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Aichi police proudly displaying trumpet from 1964 Tokyo Olympics

Chunichi Shimbun

One of the trumpets that was used to play the fanfare during the opening ceremony of the 1964 Tokyo Olympics and given to the Aichi Prefectural Police is being displayed in their headquarters in Naka Ward, Nagoya, ahead of the 2020 Tokyo Olympics.

“This is a valuable chance for us to show our history,” said a representative from the prefectural force.

Personnel from the Ground Self-Defense Force played the lively 35-second-long “Tokyo Olympics Fanfare” in front of a full audience at the National Stadium on Oct. 10, 1964.

The trumpet is named the Nikkan Fanfare Trumpet No. 4 and was made specially for the games by Nippon Gakki Co., Ltd. (which merged into Yamaha Corp.). It has the Olympic symbol carved into its bright, gold body.

According to Satoshi Maeda, a 58-year-old music aficionado who heads a preservation society for the top-grade trumpet, only 30 were made for the opening ceremony of the 1964 Tokyo Olympics.

After the ceremony, the trumpets were given to the bands of various police forces, fire departments and other organizations throughout Japan. The trumpet received by the Aichi Prefectural Police has the number 18 carved onto it, which is believed to be the manufacturing number.

According to newspaper articles covering the 1964 Games, the Aichi police band performed in the ceremony for equestrian events held in Karuizawa, Nagano Prefecture.

The Nikkan Fanfare Trumpet No. 4. was used to play the national anthems for participating countries and Japanese traditional songs between events and medals ceremonies, helping to liven up the activities.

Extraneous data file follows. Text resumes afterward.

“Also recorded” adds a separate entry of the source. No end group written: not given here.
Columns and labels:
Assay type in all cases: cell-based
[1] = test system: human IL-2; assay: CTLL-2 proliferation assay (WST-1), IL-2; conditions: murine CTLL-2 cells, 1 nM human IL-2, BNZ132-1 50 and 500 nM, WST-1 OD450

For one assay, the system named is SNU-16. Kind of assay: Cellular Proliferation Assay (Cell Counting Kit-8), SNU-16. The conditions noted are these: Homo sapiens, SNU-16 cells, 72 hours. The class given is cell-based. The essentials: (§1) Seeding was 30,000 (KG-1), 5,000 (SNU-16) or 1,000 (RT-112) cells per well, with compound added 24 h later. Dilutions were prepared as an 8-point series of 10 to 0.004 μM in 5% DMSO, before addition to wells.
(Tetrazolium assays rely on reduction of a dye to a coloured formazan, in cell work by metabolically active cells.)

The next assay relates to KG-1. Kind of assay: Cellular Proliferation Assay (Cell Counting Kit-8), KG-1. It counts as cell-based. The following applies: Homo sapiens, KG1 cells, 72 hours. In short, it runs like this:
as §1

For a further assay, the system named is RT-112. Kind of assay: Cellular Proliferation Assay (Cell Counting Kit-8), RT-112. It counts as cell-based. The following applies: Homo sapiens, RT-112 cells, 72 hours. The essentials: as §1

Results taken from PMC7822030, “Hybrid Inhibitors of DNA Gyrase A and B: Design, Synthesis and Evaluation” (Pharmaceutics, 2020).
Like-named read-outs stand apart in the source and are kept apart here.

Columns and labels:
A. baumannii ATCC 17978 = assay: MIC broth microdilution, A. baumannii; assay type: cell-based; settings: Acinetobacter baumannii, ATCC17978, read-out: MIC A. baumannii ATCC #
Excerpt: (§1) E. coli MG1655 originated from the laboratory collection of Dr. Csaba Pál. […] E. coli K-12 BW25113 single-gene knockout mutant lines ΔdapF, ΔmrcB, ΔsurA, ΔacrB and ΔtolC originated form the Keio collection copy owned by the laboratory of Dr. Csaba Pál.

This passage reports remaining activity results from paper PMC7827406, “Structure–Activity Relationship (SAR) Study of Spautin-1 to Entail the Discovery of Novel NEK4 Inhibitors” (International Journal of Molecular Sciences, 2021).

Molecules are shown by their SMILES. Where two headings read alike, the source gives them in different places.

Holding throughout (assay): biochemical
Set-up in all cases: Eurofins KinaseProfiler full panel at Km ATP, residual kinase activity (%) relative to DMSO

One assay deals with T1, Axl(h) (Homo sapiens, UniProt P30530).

Isao Wakiya, 74, who directs the Nagoya Women’s University Junior High School and High School marching band, played the trumpet when he was assigned to the Aichi Prefectural Police band in 1964.

He said he can still remember the clear sound produced by the No. 4 trumpet.

Since then, it has been kept in the barracks of the police band, and new members are taught of its significance.

“Being able to play for a big event like the Olympics is something that I’ll always be proud of. I hope they’ll play the 1964 Tokyo Olympics Fanfare in the upcoming Tokyo Olympics three years from now,” said Wakiya.

“I want to preserve the important history left by those who came before us,” added Kazuyuki Yoneda, the head of the Aichi police band.

The trumpet has been displayed along with the Olympic flag in the PR center on the first floor of the Aichi Prefectural Police headquarters since March.

To view the trumpet, reservations are required in advance. For inquiries contact the PR division at 052 (951)1611.

This section, appearing Tuesdays, features topics and issues from the Chubu region covered by the Chunichi Shimbun. The original article was published July 22.